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The Colonel and Hell

The Colonel and Hell

And so the Libyan leader Gaddafi died in the manner he lived. Violently. Every one seemed to be in agreement that Gaddafi deserved to die. There were jubilant street scenes even as the cellphone-video of his bloodied body went viral. Some wished he would go straight to hell. These are thinking people hailing as far north as North America and Europe. These are the same crowd who more than likely would fight to abolish capital punishment or to uphold due process or rubbish off-hand the existence of Hell and critique the Bible mercilessly for teaching such a "gory and outmoded" doctrine. It now appears there are exceptions to the rule. It is interesting how times like this often lay bare our true intentions, our true nature and the values we thought we've managed to hide. So what do we think of hell? Or more appropriately, what does the Bible teach on the subject? Here is a piece by Tim Keller that, we hope, could make the skeptic and the uninformed to think again. Ed.
In 2003 a research group discovered 64% of Americans expect to go to heaven when they die, but less than 1% think they might go to hell. Not only are there plenty of people today who don't believe in the Bible's teaching on everlasting punishment, even those who do find it an unreal and a remote concept. Nevertheless, it is a very important part of the Christian faith, for several reasons.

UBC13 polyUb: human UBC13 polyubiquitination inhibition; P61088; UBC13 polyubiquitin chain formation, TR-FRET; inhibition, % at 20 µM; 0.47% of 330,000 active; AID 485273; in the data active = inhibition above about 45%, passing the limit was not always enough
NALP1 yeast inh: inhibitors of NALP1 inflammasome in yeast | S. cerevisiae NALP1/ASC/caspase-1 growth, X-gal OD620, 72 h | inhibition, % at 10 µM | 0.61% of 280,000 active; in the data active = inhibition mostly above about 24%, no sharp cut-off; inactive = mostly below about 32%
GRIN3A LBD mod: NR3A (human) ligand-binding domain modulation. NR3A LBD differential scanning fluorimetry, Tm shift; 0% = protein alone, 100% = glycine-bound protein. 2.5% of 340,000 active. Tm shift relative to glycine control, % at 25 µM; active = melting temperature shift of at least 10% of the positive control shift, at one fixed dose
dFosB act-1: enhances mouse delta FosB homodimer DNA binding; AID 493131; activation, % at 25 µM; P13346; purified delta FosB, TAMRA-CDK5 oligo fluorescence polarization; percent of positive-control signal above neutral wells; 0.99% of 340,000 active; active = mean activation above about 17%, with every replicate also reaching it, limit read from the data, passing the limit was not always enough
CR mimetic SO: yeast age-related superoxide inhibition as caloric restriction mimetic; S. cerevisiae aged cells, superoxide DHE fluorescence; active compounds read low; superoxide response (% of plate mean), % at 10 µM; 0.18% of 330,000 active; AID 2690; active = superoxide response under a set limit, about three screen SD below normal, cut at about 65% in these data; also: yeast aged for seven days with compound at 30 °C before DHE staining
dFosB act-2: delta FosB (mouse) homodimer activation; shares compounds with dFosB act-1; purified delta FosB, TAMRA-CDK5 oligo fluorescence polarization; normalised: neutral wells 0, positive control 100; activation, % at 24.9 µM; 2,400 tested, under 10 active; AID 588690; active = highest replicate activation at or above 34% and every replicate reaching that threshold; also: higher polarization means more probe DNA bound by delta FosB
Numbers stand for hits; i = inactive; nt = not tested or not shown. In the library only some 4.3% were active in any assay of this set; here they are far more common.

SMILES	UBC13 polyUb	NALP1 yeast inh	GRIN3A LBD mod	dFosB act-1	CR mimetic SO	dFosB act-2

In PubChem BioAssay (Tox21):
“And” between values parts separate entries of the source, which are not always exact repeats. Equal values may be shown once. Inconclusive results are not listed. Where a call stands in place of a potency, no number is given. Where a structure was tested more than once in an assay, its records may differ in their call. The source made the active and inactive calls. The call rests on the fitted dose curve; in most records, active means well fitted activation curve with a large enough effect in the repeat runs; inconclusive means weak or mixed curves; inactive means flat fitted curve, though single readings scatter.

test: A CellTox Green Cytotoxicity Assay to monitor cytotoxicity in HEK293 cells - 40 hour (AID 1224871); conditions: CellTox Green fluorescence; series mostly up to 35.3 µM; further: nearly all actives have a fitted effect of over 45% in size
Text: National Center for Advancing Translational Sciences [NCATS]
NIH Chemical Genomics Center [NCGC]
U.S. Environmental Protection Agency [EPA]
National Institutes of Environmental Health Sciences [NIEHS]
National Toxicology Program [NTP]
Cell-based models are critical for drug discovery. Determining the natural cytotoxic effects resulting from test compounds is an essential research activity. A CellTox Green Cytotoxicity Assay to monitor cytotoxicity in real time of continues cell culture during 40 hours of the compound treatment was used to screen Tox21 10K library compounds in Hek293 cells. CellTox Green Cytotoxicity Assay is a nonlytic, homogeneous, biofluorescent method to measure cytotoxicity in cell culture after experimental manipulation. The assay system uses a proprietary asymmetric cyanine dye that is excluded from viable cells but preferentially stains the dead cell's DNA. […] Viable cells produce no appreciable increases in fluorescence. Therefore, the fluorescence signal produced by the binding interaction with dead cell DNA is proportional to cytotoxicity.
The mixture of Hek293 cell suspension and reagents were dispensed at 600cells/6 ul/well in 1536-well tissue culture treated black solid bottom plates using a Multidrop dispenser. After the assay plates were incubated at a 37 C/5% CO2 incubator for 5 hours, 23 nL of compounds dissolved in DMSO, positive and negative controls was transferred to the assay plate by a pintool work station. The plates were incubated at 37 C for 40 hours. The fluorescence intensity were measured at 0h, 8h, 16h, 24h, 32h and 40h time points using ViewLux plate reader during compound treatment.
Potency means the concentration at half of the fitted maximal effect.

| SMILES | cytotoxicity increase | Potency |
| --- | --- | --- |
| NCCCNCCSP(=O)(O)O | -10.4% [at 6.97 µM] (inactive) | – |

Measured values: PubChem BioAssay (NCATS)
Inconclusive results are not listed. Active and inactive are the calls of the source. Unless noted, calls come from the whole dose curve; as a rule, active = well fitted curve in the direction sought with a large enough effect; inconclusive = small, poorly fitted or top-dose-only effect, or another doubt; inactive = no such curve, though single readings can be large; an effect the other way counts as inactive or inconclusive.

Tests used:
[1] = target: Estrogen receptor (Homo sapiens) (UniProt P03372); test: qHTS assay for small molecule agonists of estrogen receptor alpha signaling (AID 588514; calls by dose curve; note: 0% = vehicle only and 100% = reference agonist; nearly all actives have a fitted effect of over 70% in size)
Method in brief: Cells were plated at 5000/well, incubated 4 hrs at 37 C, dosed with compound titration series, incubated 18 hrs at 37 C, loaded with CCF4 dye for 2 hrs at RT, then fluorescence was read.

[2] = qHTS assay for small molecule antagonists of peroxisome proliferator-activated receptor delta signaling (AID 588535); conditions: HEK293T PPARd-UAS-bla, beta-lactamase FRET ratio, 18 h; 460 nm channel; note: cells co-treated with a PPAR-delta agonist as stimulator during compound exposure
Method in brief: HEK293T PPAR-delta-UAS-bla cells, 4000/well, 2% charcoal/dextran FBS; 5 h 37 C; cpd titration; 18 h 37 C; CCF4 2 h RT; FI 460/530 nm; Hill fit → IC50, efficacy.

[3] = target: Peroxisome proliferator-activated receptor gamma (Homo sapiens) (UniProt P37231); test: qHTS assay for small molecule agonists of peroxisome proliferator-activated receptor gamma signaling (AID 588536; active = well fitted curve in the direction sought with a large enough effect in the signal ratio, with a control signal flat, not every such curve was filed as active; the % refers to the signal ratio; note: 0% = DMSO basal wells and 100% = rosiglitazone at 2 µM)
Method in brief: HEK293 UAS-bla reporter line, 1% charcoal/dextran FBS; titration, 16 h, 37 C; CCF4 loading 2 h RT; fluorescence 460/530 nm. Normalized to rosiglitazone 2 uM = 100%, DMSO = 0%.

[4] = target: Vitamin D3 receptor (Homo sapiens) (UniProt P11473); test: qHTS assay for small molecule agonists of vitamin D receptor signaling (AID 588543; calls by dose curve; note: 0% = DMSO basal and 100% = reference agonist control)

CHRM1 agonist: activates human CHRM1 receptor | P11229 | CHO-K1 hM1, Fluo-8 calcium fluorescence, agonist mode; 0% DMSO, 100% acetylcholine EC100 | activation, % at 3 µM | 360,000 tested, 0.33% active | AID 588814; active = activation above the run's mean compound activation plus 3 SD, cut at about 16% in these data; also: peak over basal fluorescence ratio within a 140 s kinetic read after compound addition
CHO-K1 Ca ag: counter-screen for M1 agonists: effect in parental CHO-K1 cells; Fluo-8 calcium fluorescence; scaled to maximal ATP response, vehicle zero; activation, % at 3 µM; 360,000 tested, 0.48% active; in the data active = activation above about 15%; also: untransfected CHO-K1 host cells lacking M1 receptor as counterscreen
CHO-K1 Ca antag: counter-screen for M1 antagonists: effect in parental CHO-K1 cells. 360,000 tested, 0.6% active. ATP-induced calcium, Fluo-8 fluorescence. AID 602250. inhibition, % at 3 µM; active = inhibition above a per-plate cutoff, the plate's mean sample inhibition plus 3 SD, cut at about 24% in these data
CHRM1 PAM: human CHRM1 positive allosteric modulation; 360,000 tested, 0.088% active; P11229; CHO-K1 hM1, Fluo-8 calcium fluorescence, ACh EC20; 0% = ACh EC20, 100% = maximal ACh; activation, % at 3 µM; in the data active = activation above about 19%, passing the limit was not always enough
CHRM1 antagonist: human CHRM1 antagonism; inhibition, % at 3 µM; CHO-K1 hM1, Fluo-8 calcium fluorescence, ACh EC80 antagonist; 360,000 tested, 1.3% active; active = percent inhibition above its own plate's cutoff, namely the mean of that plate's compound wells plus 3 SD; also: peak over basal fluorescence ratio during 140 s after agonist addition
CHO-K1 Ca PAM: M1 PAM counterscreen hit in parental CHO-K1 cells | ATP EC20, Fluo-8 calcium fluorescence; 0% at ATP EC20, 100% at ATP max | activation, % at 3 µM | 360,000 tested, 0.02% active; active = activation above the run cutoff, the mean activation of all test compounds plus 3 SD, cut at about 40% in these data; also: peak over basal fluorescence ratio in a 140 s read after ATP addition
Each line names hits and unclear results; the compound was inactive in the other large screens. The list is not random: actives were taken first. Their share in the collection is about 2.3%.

1. It is important because Jesus taught about it more than all other Biblical authors put together. Jesus speaks of "eternal fire and punishment" as the final abode of the angels and human beings who have rejected God (Matthew 25:41,46) He says that those who give into sin will be in danger of the "fire of hell" (Matthew 5:22; 18:8-9.) The word Jesus uses for 'hell' is Gehenna, a valley in which piles of garbage were daily burned as well as the corpses of those without families who could bury them. In Mark 9:43 Jesus speaks of a person going to "hell [gehenna], where 'their worm does not die and the fire is not quenched.' " Jesus is referring to the maggots that live in the corpses on the garbage heap. When all the flesh is consumed, the maggots die. Jesus is saying, however, that the spiritual decomposition of hell never ends, and that is why 'their worm does not die.'

In Matthew 10:28 Jesus says, "Do not fear those who can kill the body but cannot kill the soul. Rather be afraid of the One who can destroy both soul and body in hell." He is speaking to disciples, some of whom will eventually be tortured, sawn in half, flayed and burned alive. Yet, he says, that is a picnic compared to hell. Clearly, for Jesus hell was a real place, since he said that after judgment day people would experience it in their bodies. Hell is a place not only of physical but also of spiritual misery.

Jesus constantly depicted hell as painful fire and "outer darkness" (Matt 25:30; cf. Jude 6,7,13,) a place of unimaginably terrible misery and unhappiness. If Jesus, the Lord of Love and Author of Grace spoke about hell more often, and in a more vivid, blood-curdling manner than anyone else, it must be a crucial truth. But why was it so important to Jesus? more.